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Critical Appraisal of Emergency Medicine Education Research: The Best Publications of 2013



The objective was to critically appraise and highlight methodologically superior medical education research articles published in 2013 whose outcomes are pertinent to teaching and education in emergency medicine (EM).


A search of the English-language literature in 2013 querying Education Resources Information Center (ERIC), PsychINFO, PubMed, and Scopus identified 251 EM-related studies using hypothesis-testing or observational investigations of educational interventions. Two reviewers independently screened all of the publications and removed articles using established exclusion criteria. Six reviewers then independently scored the remaining 43 publications using either a qualitative a or quantitative scoring system, based on the research methodology of each article. Each scoring system consisted of nine criteria. Selected criteria were based on accepted educational review literature and chosen a priori. Both scoring systems used parallel scoring metrics and have been used previously within this annual review.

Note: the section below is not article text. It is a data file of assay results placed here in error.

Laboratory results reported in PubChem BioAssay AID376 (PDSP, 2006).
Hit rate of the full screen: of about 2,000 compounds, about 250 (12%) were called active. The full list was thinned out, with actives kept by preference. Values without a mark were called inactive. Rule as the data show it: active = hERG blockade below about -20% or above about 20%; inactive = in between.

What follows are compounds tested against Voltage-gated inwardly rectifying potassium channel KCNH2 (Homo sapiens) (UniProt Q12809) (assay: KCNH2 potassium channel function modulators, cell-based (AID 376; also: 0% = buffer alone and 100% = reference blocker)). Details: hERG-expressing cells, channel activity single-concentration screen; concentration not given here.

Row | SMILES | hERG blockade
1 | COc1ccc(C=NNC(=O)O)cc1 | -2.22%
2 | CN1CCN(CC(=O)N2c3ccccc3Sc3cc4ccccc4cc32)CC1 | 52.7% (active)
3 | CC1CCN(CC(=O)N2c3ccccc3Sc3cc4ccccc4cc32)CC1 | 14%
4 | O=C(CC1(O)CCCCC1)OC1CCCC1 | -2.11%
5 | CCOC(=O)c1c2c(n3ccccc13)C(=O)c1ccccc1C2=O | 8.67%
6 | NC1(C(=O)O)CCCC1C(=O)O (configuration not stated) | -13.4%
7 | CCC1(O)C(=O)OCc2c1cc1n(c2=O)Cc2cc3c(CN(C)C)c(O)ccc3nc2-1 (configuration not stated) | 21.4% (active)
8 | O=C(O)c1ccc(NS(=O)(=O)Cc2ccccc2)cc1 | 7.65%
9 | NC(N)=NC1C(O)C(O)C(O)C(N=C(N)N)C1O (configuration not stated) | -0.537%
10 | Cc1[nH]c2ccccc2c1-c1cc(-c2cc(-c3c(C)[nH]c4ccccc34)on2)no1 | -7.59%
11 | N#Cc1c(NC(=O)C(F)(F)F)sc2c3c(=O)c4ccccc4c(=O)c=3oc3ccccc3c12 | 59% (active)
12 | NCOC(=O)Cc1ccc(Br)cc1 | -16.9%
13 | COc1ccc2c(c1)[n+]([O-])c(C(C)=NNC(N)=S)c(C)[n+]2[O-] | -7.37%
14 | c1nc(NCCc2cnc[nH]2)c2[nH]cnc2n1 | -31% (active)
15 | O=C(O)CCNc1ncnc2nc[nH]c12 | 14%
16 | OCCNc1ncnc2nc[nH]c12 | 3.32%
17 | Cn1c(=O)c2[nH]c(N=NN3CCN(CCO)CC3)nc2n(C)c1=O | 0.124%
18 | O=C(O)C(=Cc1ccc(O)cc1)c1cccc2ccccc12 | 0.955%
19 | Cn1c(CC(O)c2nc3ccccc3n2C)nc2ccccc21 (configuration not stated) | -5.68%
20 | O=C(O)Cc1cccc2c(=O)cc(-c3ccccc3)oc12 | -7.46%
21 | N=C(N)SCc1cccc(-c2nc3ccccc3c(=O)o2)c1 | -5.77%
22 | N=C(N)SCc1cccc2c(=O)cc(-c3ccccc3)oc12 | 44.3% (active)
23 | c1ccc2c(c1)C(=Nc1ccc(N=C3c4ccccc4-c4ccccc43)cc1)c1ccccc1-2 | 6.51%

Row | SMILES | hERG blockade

Forty-three medical education research papers (37 quantitative and six qualitative studies) met the a priori criteria for inclusion and were reviewed. Six quantitative and one qualitative study were scored and ranked most highly by the reviewers as exemplary and are summarized in this article.


This annual critical appraisal article aims to promote superior research in EM-related education, by reviewing and highlighting seven of 43 major education research studies, meeting a priori criteria, and published in 2013. Common methodologic pitfalls in the 2013 papers are noted, and current trends in medical education research in EM are discussed.

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